Crossing Borders: Marcus Mumford Joins Palestinian Hip-Hop’s Tamer Nafar [REVIEW+PHOTOS] REVIEW+PHOTOS: Tamer Nafar @ Le Poisson Rouge 12/5/16
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“My mother told me, don’t get involved in politics – it’s like stepping into a fire. But I say, I want to be a firefighter. If there’s a building that is burning, I want to get people out.” – Tamer Nafar
With that segue, Palestinian hip-hop artist Tamer Nafar continued a scorcher of a set at (Le) Poisson Rouge on Monday night. Mr. Nafar was in New York City as part of the Other Israel Film Festival. The night before, the festival screened “Junction 48,” hailed by the New York Times as a highlight of this year’s Tribeca Film Festival. The film follows Nafar and a group of Palestinian friends for whom music is a way of reckoning with the personal and political upheaval of the Israeli-Arab conflict.
As a young man, Mr. Nafar was drawn to hip-hop in part because of the depiction of gritty urban scenes in a Tupac video, reminiscent of the streets of Lod outside Tel Aviv, where he grew up. His songs convey rage without descending into hate. He sings and raps about occupation and about love that transgresses boundaries. The rapid-fire delivery, alternating between Arabic, Hebrew, and English, builds a sense of urgency and engagement with the political milieu, but also of openness with audiences of all persuasions. Indeed, a portion of the New York crowd was drawn by special guest Marcus Mumford (of Mumford & Sons) and unacquainted with Mr. Nafar’s work. But it did not take long for Nafar and his collaborators (including Samar Qupty, who co-stars in “Junction 48,” and Maysa Daw), to win over the audience with their electric energy.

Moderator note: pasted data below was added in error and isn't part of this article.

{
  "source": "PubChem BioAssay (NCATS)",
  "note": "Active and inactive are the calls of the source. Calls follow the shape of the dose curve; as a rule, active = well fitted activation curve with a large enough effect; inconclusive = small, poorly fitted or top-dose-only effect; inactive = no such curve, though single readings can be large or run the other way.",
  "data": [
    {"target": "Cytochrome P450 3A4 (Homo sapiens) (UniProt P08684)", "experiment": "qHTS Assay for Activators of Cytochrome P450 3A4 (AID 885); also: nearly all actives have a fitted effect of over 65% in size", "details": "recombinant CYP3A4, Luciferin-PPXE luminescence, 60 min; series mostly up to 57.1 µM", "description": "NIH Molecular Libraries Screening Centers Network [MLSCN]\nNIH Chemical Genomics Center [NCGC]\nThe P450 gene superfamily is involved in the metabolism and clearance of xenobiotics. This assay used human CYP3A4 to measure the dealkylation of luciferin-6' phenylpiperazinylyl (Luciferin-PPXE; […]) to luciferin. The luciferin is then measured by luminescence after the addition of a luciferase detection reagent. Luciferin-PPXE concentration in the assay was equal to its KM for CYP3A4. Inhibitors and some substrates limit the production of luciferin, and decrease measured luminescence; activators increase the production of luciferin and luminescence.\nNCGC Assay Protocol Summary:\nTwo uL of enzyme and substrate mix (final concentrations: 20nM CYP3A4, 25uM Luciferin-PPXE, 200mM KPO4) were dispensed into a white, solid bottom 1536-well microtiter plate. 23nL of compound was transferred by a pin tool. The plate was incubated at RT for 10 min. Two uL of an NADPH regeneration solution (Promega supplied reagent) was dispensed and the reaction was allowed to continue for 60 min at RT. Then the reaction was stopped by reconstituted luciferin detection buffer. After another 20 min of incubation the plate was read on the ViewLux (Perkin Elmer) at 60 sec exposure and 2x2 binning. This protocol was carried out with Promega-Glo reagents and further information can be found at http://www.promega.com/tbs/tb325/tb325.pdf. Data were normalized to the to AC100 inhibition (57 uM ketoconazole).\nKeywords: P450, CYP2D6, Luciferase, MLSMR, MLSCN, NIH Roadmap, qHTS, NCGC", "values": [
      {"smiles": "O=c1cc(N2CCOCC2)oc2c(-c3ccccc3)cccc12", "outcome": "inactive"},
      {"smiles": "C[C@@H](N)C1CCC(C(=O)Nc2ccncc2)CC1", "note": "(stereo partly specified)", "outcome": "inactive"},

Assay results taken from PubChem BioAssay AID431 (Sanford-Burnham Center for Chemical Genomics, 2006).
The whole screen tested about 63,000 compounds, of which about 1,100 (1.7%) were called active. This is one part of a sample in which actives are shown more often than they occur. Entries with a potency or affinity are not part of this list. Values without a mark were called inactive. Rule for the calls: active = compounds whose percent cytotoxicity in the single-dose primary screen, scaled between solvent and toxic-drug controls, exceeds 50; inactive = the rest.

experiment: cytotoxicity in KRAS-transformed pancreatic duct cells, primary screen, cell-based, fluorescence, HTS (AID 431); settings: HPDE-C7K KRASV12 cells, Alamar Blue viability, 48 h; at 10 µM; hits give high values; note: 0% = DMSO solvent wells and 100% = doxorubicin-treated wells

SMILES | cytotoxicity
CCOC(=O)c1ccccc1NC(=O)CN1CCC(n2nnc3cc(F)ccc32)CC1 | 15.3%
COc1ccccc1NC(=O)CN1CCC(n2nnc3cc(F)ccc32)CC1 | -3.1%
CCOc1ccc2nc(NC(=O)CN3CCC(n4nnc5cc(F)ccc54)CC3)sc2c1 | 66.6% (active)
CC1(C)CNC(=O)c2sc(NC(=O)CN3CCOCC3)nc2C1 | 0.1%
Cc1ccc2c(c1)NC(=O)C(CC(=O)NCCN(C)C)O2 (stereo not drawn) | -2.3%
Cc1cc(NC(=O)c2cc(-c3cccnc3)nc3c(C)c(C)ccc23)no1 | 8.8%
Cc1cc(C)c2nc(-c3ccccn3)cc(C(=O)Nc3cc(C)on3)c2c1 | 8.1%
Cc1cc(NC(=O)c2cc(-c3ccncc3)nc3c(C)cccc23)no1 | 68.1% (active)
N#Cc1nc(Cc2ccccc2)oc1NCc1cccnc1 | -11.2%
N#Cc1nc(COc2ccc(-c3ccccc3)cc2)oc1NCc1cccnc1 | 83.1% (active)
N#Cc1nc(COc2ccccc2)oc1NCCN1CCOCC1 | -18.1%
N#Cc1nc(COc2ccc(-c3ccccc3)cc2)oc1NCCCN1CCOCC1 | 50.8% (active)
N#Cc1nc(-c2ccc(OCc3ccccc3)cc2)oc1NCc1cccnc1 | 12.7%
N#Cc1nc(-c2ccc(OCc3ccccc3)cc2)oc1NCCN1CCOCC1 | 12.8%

Maysa Daw & Marcus Mumford Getting Ready – NY
Posted by Tamer Nafar on Monday, December 5, 2016
Mr. Mumford joined Nafar’s crew for two songs, including a rendition of “When I Get My Hands On You,” from the New Basement Tapes project based on recently uncovered Dylan lyrics. And while Mumford was the known name, Mr. Nafar was the star of the night. In a particularly kinetic moment of call-and-response, Nafar stood at the edge of the stage, foot planted on monitors and microphone thrust into the crowd, the bright lights creating a halo behind him. At that moment, an older man stepped up from stage right. It was Udi Aloni, the Israeli-American director of “Junction 48.” The smile on his face was visible even from the shadows as he held up his smartphone, recording the moment.
“Salaam aleikum!” Mr. Nafar said, thanking the crowd — peace be upon you. The audience’s rousing response, if not in the same language, communicated the same solidarity.
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